Do you worry a lot? - Page 2 - Talk About Marriage
Physical & Mental Health Issues Marriage and relationships are difficult by themselves, but coping with physical or mental health problems can make things even more difficult.

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post #16 of 47 (permalink) Old 11-29-2016, 02:18 PM
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Re: Do you worry a lot?

I tend to worry too. I think I've gotten a little better with it, but sometimes it sneaks up on me. I definitely worry more than my husband does. Good to know I'm not alone :-)

This is a pretty good article I found online.

How to Stop Worrying: 9 Simple Habits

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post #17 of 47 (permalink) Old 11-29-2016, 02:19 PM Thread Starter
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Re: Do you worry a lot?

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Originally Posted by MrsHolland View Post
Have you ever tried meditating? It is such a great way to deeply relax. Check out youtube, 1000's of different guided meditations for all sorts of issues. 10 minutes a night before bed can really make a huge difference on your outlook.

I am not really a worrier, my issue is negativity and find great peace when I meditate regularly.
Yes! I meditate a lot, actually...combined with prayer. It helps so much, and for the rest of the afternoon/evening or whenever, I'm fine. Until the next day. lol My fiance talked with me about this last night and said that he wants to help me come up with solutions for my worry. He thinks that much of my worry is the same worry, just processed differently every other day. He said that I'll get past my worries if I have solutions for them, should those worries happen. He's a police officer, and he probably has reason to worry, but I guess it doesn't really get us anywhere. Thank you for your thoughts!

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Originally Posted by MSalmoides View Post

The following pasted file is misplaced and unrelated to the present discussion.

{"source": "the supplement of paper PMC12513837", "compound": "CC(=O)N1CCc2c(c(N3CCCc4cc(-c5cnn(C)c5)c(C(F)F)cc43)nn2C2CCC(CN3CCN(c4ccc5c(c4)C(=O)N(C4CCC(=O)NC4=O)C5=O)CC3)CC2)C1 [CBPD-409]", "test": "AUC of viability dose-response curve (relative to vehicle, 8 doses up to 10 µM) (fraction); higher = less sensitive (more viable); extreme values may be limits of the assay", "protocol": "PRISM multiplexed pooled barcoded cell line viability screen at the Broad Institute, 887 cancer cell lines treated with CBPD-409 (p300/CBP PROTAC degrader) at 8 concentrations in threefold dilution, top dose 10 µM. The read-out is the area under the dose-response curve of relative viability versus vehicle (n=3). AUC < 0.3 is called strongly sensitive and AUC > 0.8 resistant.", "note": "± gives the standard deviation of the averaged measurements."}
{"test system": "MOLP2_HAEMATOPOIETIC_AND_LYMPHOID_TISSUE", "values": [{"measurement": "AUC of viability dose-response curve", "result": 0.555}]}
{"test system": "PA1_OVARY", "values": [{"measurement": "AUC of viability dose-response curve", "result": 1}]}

@*Deidre* I came from a family of worriers and my mother was a boss at it. I was a huge worrier early in life but my career experience taught me two things that I now take to heart:

- Over 95% of what we worry about never comes to pass and was a waste of mental energy
- When things that worry us do happen, if we exercise a little patience they usually work themselves out; again wasted energy

It took me a long time to get there, but I've seen things that put the issues that I used to worry about into the right perspective.

Now, for most things that used to worry me? Meh...

~MS
I love the second one especially, the first I've heard a bunch lol So exercise some patience, and things will work out. And it's wasted time worrying about it.

Your mom was a boss 'worrier.'

''Sometimes, you fall in love with the most unexpected person, at the most unexpected time.'' - Unknown
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post #18 of 47 (permalink) Old 11-29-2016, 02:27 PM
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Re: Do you worry a lot?

Quote:
Originally Posted by MrsHolland View Post
Have you ever tried meditating? It is such a great way to deeply relax. Check out youtube, 1000's of different guided meditations for all sorts of issues. 10 minutes a night before bed can really make a huge difference on your outlook.

I am not really a worrier, my issue is negativity and find great peace when I meditate regularly.